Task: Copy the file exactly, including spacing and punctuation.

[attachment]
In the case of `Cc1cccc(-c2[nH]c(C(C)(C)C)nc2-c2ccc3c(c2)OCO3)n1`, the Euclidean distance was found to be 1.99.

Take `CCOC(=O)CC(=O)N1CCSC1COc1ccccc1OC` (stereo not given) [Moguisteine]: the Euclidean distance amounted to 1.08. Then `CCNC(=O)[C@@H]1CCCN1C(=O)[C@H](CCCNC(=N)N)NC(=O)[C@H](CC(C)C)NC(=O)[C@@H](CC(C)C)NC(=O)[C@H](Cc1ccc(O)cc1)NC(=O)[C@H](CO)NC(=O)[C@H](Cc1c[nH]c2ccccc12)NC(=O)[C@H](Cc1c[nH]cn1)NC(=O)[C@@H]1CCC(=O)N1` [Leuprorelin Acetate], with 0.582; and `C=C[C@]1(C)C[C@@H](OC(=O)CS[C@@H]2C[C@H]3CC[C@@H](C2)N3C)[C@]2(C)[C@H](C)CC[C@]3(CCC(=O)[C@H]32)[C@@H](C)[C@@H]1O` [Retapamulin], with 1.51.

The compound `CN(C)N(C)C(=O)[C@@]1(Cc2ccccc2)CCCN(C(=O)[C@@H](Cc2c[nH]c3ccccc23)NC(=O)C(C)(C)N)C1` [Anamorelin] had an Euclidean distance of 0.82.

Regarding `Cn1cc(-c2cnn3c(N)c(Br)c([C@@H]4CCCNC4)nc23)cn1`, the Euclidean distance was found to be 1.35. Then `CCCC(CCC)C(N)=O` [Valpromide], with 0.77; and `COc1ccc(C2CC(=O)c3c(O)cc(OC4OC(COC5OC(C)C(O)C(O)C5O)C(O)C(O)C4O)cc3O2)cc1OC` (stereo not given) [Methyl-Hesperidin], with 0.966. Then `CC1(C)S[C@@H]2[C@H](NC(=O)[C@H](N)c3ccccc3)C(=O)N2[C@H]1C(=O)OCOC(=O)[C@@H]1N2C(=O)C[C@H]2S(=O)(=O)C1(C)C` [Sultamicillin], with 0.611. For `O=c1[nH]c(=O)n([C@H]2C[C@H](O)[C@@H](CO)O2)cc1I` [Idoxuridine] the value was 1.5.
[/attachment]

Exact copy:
In the case of `Cc1cccc(-c2[nH]c(C(C)(C)C)nc2-c2ccc3c(c2)OCO3)n1`, the Euclidean distance was found to be 1.99.

Take `CCOC(=O)CC(=O)N1CCSC1COc1ccccc1OC` (stereo not given) [Moguisteine]: the Euclidean distance amounted to 1.08. Then `CCNC(=O)[C@@H]1CCCN1C(=O)[C@H](CCCNC(=N)N)NC(=O)[C@H](CC(C)C)NC(=O)[C@@H](CC(C)C)NC(=O)[C@H](Cc1ccc(O)cc1)NC(=O)[C@H](CO)NC(=O)[C@H](Cc1c[nH]c2ccccc12)NC(=O)[C@H](Cc1c[nH]cn1)NC(=O)[C@@H]1CCC(=O)N1` [Leuprorelin Acetate], with 0.582; and `C=C[C@]1(C)C[C@@H](OC(=O)CS[C@@H]2C[C@H]3CC[C@@H](C2)N3C)[C@]2(C)[C@H](C)CC[C@]3(CCC(=O)[C@H]32)[C@@H](C)[C@@H]1O` [Retapamulin], with 1.51.

The compound `CN(C)N(C)C(=O)[C@@]1(Cc2ccccc2)CCCN(C(=O)[C@@H](Cc2c[nH]c3ccccc23)NC(=O)C(C)(C)N)C1` [Anamorelin] had an Euclidean distance of 0.82.

Regarding `Cn1cc(-c2cnn3c(N)c(Br)c([C@@H]4CCCNC4)nc23)cn1`, the Euclidean distance was found to be 1.35. Then `CCCC(CCC)C(N)=O` [Valpromide], with 0.77; and `COc1ccc(C2CC(=O)c3c(O)cc(OC4OC(COC5OC(C)C(O)C(O)C5O)C(O)C(O)C4O)cc3O2)cc1OC` (stereo not given) [Methyl-Hesperidin], with 0.966. Then `CC1(C)S[C@@H]2[C@H](NC(=O)[C@H](N)c3ccccc3)C(=O)N2[C@H]1C(=O)OCOC(=O)[C@@H]1N2C(=O)C[C@H]2S(=O)(=O)C1(C)C` [Sultamicillin], with 0.611. For `O=c1[nH]c(=O)n([C@H]2C[C@H](O)[C@@H](CO)O2)cc1I` [Idoxuridine] the value was 1.5.